As an urban climate researcher, one of my goals is to identify when a place is considered to have a comfortable temperature – and the role of architecture in this regard. Whenever a place is renovated or redesigned, the local meteorological conditions change – and with them, the thermal comfort for visitors. At Universität Hamburg’s Center for Earth System Research and Sustainability (CEN) we have developed a computer model that can precisely simulate entire cities, allowing us to test the potential effects of planned changes in advance. For example, the model can portray a given part of Hamburg three-dimensionally. In fact, it’s so accurate that it can calculate the wind at a given corner, or the temperature of a specific house front. New buildings, walls or trees can be fed into the model, so as to predict their effects.
But how do I assess whether or not these effects feel good for people? The first step is to factor in humans’ sense of temperature, together with the complex heat balance of the human body. Around the world, 165 indices have been developed for this purpose, and they take into account a wide range of factors. In Canada, for instance, the Humidex is frequently used; combining humidity and temperature, it’s best suited for dealing with heat. But what I’m looking for is an index that can cover temperatures from -5 to +35 degrees Celsius – so it can be used in as many places around the globe as possible.
Other indices have been designed for working in blast furnaces or mines, but can’t be used outdoors because, for instance, they don’t consider the effects of sunlight. In short, a total of eleven criteria have to be met in order to accurately calculate the subjective temperature in a city using a computer model. So which indices are up to the task? To find that out, I conducted the first-ever systematic assessment of all 165 of them.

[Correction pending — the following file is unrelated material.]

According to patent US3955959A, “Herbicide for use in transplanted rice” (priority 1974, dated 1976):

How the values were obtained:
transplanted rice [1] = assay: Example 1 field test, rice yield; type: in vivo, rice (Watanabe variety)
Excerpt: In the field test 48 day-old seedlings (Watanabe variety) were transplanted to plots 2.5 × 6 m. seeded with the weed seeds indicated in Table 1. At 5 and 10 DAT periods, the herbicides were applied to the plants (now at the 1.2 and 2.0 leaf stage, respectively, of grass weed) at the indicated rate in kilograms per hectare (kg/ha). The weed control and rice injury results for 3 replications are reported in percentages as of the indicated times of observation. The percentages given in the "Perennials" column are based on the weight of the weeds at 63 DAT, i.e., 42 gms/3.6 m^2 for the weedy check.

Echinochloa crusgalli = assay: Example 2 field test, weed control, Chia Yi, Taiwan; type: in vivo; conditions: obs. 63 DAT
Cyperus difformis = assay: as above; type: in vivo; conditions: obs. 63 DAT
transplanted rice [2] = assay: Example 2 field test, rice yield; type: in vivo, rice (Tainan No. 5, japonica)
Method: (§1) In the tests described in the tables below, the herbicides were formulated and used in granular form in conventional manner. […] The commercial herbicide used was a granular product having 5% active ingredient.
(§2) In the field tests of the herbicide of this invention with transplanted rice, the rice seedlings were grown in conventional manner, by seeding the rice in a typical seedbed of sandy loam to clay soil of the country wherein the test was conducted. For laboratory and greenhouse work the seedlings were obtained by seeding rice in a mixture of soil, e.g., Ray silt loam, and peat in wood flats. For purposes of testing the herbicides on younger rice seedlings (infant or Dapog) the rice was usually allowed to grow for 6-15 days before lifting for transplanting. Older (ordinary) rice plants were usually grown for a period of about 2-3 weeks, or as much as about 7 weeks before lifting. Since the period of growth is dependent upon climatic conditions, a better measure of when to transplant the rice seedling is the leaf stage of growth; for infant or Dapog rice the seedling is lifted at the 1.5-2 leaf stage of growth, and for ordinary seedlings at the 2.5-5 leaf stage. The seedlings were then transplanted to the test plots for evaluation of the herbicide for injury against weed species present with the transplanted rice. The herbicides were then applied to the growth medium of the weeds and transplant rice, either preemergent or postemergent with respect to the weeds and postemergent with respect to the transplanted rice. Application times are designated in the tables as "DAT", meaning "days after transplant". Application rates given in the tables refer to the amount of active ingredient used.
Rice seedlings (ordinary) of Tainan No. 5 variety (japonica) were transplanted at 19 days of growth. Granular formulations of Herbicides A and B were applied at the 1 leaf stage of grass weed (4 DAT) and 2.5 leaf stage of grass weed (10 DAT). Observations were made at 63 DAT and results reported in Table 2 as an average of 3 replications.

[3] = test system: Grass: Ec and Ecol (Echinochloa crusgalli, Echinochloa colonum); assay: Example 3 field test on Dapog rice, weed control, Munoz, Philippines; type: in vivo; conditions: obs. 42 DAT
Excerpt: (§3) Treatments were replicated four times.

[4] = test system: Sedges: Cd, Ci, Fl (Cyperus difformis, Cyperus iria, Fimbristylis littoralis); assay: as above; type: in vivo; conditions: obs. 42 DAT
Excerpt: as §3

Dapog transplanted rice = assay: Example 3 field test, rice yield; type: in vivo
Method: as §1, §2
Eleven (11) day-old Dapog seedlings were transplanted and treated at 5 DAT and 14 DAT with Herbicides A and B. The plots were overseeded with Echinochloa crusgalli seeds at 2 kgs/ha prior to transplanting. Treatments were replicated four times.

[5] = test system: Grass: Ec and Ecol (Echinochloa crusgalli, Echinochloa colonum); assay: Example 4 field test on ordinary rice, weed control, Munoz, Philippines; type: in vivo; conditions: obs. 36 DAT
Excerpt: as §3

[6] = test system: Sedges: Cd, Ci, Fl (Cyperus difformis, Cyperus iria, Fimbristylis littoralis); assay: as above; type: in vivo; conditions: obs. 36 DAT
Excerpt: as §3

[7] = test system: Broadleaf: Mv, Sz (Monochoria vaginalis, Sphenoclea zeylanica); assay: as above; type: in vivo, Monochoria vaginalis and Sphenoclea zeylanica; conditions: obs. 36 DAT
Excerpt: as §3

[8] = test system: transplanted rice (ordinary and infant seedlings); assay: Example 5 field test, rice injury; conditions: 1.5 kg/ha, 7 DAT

First of all, it’s important that the index in question be able to accurately depict the heat balance of the human body: because whether we feel warm or cold doesn’t depend on the air temperature alone. When we move from the shade into the sun, we immediately feel the warmth, because our bodies directly absorb the radiation. But air can’t do that; it is warmed indirectly by the warm soil and heat from the outer walls of houses – and therefore much more slowly. The difference between the air temperature and our own “felt” temperature can be as much as ten degrees – a major effect! Other elements include wind, humidity, what clothes we’re wearing, and how we’re moving. The ideal index has to include all of these factors.
My analysis has considerably narrowed down the number of suitable indices – and could be a real help for other researchers working on this topic: of the 165, only four are good candidates when it comes to thermal comfort.
And under which conditions do people feel the most comfortable? For us meteorologists, the following rules of thumb apply: there shouldn’t be any strong gusts of wind, though a mild breeze can be pleasant, especially on warm days. Deciduous trees are ideal sources of shade in summer, though they naturally block less sunlight in winter. A given place is optimally designed when it offers as many different thermal conditions as possible in a comparatively small space. With the right index, this can now be calculated for cities worldwide.
Jana Fischereit is a meteorologist at the CEN, and is pursuing research on micro-scale computer models for urban climates.
This article was first published as a guest article in the Hamburger Abendblatt as part of a monthly series on climate research. Here you can find more articles of the series.